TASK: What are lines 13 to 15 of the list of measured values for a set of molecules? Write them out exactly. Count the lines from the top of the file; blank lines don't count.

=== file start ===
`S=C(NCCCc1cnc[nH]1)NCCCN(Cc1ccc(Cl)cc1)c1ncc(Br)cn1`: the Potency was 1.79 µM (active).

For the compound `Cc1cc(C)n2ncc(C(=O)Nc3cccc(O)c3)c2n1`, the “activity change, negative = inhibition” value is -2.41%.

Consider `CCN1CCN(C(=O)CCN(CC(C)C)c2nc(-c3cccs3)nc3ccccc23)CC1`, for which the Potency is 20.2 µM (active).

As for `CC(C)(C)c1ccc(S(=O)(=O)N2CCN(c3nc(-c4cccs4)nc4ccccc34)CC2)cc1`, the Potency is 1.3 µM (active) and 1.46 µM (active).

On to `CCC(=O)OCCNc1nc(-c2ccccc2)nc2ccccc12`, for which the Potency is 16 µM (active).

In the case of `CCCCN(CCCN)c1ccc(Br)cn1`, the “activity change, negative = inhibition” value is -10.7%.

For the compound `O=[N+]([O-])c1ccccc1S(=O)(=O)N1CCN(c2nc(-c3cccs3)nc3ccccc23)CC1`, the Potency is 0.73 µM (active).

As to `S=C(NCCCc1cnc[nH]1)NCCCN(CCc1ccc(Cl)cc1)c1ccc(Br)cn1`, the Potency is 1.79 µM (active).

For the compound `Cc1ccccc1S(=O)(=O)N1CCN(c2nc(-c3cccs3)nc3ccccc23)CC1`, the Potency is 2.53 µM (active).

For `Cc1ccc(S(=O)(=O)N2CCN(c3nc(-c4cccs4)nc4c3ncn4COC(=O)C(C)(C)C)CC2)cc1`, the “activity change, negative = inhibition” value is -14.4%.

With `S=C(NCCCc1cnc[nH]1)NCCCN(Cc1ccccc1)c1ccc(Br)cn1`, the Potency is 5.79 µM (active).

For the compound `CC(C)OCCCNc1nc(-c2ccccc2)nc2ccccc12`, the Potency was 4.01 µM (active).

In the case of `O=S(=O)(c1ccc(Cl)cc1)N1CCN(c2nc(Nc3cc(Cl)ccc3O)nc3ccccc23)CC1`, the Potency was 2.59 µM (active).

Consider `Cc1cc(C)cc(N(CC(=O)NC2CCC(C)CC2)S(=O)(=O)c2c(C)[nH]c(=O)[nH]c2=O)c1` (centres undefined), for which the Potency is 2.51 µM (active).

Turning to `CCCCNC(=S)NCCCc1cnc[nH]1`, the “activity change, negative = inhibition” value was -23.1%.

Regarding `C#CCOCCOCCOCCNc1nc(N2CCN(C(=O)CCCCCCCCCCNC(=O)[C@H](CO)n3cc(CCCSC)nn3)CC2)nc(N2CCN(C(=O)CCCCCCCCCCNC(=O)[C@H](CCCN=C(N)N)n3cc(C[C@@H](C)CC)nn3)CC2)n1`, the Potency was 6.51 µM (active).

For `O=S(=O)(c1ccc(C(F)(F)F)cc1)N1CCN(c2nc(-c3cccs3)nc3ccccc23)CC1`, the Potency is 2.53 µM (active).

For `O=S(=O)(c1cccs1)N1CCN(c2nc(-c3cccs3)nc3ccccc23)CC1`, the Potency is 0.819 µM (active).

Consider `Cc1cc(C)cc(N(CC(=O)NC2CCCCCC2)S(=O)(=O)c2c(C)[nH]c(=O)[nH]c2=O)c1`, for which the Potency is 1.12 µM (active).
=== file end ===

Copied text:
In the case of `O=S(=O)(c1ccc(Cl)cc1)N1CCN(c2nc(Nc3cc(Cl)ccc3O)nc3ccccc23)CC1`, the Potency was 2.59 µM (active).

Consider `Cc1cc(C)cc(N(CC(=O)NC2CCC(C)CC2)S(=O)(=O)c2c(C)[nH]c(=O)[nH]c2=O)c1` (centres undefined), for which the Potency is 2.51 µM (active).

Turning to `CCCCNC(=S)NCCCc1cnc[nH]1`, the “activity change, negative = inhibition” value was -23.1%.